New content is going to be full. This ties in with the point above, obviously, but worse so. Unlike on content patches the amount of people swarming the new content is not going to be limited by some artificial gear restrictions – everyone will be able to go and try out new things.
This applies both to the new starter areas and the new 80-85 leveling zones. Back in the TBC launch people tried to roll a Draenei or Bloodelf to escape the horror of Hellfire Peninsula – with very limited success.
“Kill stealing” for quest relevant mobs is going to happen. If the last two expansions are anything to go by, this’ll continue for weeks, possibly months into the new content.
On the bright side: Blizzard was aware of this and things were improved in WotLK over TBC already – two parallel zones for instance, quest drops that fell on the ground and could be used by anyone on the quest (the Halberd from Kaw the Mammoth Hunter comes to mind), spawn speed depending on the number of players in the area. I am looking forward to the new additions – but basic human idiocy will not be completely deterred.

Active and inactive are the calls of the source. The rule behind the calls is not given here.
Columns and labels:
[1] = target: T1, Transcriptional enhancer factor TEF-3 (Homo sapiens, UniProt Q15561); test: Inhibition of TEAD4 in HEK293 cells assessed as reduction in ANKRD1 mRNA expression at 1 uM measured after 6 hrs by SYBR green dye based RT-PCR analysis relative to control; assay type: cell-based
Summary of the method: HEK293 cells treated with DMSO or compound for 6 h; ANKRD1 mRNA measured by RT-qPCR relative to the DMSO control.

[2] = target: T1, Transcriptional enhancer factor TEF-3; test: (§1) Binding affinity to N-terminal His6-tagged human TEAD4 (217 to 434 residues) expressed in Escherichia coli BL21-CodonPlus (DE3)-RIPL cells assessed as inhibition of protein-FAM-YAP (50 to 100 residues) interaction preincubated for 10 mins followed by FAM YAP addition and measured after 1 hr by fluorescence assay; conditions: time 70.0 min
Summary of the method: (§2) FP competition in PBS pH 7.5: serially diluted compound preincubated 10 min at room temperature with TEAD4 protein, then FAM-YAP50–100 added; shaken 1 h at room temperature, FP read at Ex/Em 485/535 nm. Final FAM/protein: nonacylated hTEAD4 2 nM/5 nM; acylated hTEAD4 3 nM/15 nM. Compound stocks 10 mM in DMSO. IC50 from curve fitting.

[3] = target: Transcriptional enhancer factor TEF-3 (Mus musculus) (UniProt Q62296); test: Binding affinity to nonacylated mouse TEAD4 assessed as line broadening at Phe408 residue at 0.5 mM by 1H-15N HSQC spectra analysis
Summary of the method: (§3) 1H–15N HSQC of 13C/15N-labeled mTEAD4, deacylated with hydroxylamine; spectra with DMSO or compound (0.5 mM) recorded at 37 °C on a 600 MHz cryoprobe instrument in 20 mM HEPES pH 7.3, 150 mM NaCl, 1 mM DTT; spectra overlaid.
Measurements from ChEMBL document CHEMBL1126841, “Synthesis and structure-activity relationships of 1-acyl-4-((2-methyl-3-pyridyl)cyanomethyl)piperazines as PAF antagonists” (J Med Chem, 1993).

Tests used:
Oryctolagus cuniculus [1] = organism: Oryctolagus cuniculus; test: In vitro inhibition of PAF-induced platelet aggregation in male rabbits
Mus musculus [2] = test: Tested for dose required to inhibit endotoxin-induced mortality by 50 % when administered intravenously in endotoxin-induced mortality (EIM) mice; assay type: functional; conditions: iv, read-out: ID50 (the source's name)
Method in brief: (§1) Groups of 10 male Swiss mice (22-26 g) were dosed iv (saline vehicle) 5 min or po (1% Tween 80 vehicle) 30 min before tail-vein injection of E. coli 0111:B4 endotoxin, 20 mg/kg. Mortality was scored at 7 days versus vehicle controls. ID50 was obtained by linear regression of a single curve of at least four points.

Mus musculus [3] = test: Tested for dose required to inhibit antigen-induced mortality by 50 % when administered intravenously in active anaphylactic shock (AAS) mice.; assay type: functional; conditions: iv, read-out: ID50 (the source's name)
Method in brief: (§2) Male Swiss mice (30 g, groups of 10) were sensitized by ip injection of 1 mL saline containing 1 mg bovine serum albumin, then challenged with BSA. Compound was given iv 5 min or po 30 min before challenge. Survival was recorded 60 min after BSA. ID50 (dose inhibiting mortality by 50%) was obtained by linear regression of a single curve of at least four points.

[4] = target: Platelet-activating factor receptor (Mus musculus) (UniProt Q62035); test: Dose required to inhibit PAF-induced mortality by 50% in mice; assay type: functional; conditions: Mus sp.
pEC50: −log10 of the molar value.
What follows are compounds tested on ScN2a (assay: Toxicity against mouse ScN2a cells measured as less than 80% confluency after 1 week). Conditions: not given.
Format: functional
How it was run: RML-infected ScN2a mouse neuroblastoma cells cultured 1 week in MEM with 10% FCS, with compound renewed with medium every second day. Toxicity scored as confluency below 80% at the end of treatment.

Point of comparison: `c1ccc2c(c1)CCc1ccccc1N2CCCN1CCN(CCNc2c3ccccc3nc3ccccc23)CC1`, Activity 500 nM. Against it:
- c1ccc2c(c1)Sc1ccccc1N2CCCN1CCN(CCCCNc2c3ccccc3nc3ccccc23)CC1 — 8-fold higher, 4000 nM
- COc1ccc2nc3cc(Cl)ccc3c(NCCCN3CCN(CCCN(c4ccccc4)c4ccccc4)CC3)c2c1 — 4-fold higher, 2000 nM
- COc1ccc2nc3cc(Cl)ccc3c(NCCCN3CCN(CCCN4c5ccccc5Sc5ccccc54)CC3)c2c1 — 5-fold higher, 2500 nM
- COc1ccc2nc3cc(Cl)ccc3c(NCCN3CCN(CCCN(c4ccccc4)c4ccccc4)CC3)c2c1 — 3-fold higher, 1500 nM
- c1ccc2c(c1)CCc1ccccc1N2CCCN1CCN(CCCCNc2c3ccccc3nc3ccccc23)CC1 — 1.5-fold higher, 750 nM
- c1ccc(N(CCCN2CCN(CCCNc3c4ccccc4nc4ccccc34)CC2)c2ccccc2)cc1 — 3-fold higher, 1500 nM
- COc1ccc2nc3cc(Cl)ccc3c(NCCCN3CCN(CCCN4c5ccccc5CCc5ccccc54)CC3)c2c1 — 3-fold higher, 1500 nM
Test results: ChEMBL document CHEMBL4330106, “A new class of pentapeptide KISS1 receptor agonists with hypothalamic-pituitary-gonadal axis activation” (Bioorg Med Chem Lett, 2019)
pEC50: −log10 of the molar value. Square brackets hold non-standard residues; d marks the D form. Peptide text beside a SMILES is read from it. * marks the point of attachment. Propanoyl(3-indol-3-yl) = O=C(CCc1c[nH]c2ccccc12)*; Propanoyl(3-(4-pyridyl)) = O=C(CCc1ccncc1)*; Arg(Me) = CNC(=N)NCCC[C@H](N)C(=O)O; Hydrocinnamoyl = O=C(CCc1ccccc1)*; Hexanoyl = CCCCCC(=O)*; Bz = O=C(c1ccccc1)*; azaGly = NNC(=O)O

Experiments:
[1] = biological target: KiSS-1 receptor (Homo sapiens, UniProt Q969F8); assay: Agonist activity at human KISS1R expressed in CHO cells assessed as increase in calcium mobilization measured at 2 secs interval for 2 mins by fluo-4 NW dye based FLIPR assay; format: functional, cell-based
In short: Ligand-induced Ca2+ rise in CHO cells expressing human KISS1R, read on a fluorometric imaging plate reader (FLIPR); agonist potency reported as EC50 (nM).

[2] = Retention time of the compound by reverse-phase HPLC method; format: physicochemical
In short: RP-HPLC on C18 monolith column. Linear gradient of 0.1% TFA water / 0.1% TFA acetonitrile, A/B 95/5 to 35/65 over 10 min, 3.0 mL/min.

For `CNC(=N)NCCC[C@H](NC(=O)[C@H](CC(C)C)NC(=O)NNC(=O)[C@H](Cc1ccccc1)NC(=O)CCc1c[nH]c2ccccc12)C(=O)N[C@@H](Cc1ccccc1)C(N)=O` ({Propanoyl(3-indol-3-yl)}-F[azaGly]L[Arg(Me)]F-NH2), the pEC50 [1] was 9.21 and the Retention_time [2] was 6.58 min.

Suggestion: None really. You’ll have to live with it. There are two possible ways to solve this a little: grouping with anyone that looks like they are on the same quest and “kill-stealing” yourself. The second suggestion is quicker and arguably more efficient; the first might lead to some conversation – the whole point of a multiplayer game. I usually set out on the moral high ground, not wanting to drop to their level, but human behaviour has been known to take its’ toll and I may (possibly) have spammed an insta-attack occasionally.
Keep in mind that the levelling progress of a large number of people follows a bell-curve. Assuming “I’ll log off for half an hour, and then the idiot will be gone” is not going to help. Yes, “that person” is going to be ahead of you, but someone else will take his place.
4) New stuff (tm)